The common octopus (Octopus vulgaris) has aroused great interest in recent years as a new species for aquaculture. However, the inexistence of feeds with an adequate and balanced nutritional profile for all life stages has hampered O. vulgaris aquaculture development. In the present study, O. vulgaris juveniles were fed with one of two different diets, based on dried raw materials (22 % gelatine, 10 % egg yolk, 10 % Boops boops, 5 % Todarodes sagittatus, 5 % Carcinus mediterraneus, 2 % fish oil, 3 % glucose, 3 % starch and 40 % water) and differing only on bogue (B. boops) thermal processing (either freeze-dried - FDb or bogue meal prepared with temperature below 60 °C - Mb). Growth, feed efficiency, digestibility and condition were assessed after 56 days of rearing. Data were used to determine growth, weight gain (Wg), Absolute Growth Rate (AGR), Specific Growth Rate (SGR), Absolute Feeding Rate, Absolute Protein Feeding Rate (APFR), Absolute Lipid Feeding Rate (ALFR), Specific Feeding Rate (SFR), Feed Efficiency (FE), Feed Conversion Ratio (FCR), Protein Productive Value (PPV), Lipid Productive Value (LPV), Digestive Gland Index (DGI) and Apparent Digestibility Coefficients (ADC). Both diets were accepted, promoted growth and faeces production with 100% of survival. No significant differences were found in growth (SGR of 0.78 ± 0.19 %BW.day− 1 for FDb and 0.85 ± 0.09 %BW.day− 1 for Mb), feed efficiency (48.31 ± 9.70% and 39.22 ± 2.92% for FDb and Mb, respectively), PPV and LPV. Despite the similarity on FCR (P > 0.05), a higher ingestion were found on Mb group regarding to AFR (P < 0.01), APFR and ALFR (P < 0.01) and SFR (P < 0.05). In addition, the Mb octopi showed the highest DGI (6.75 ± 1.00%). Faeces proximate composition differed between groups in protein (P < 0.05), lipid (P < 0.05) and mineral content (P < 0.01) which were reflected in higher ADC for dry matter, protein and lipids in the Mb group (P < 0.01). Nonetheless, the proximate composition of tissues were similar between both groups (P > 0.05). The results revealed that dehydration of raw materials, performed under 60 °C (bogue-meal), had no effect on ingestion, digestibility, growth and survival when compared with the use of freeze-drying, which point out to the possible suitability of this thermal treatment for O. vulgaris feeds.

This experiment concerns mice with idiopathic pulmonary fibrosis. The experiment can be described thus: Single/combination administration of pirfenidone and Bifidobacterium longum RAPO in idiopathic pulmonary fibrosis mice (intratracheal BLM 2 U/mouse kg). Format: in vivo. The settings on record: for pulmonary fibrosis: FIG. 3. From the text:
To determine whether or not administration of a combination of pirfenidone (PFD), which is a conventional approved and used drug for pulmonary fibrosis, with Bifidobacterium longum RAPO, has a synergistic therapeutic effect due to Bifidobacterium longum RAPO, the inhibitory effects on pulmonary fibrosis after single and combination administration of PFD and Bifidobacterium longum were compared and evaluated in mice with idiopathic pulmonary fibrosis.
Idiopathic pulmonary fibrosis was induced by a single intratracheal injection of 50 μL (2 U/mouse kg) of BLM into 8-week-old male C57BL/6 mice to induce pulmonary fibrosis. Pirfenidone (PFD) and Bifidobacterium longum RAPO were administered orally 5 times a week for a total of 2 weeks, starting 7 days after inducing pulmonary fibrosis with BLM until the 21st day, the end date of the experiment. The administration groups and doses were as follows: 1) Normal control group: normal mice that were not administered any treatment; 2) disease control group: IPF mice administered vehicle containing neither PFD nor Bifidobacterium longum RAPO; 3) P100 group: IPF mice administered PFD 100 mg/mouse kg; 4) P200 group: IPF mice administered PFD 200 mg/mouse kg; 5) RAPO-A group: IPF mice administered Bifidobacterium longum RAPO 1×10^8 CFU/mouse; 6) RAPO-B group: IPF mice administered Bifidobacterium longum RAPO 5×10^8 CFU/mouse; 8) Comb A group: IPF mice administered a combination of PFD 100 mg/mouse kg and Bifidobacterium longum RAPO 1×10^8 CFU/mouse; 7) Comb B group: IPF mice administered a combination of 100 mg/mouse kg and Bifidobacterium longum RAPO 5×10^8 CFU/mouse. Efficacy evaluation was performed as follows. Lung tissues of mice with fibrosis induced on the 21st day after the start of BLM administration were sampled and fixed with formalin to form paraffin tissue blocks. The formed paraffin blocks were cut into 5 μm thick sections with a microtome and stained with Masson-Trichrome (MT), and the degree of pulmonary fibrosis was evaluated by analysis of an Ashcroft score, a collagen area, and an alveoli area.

Breeding programme for endemic octopus advances

Little new news other than studying what effects the rise in temp will have on O. Maya farming.

For nine years, scientists at the National Autonomous University of Mexico (UNAM) have been conducting research on the red octopus (Octopus maya) to explore the farming possibilities of this endemic species from Yucatan.

The idea behind this research project arose after the low production that took place in 2001, which caused serious social and economic problems among the fishermen of the region.

The studies are being carried out in the Multidisciplinary Teaching and Research Unit of the Faculty of Sciences of the National Autonomous University of Mexico (UMDI-UNAM Campus Sisal), with the support of the Secretariat of Agriculture, Livestock, Rural Development, Fisheries and Food (SAGARPA) and the National Commission of Aquaculture and Fisheries (CONAPESCA).

"We’ve opened the spectrum of projects to studying octopuses adaptations to changes in temperature in order to generate sufficient information to predict what would happen to this population if the temperature of the Yucatan Peninsula rose from 2° to 3° in the next 50-100 years as predictions about the consequences of climate change are warning," explains Carlos Rosas Vazquez, a member of the National Research System Level III
...
 
Effects of temperature on embryo development and metabolism of O. maya
Claudia Caamal-Monsreal, Iker Uriarte, Ana Farias, Fernando Díaz, Adolfo Sánchez, Denisse Re, Carlos Rosas
2015 (paper)

abstract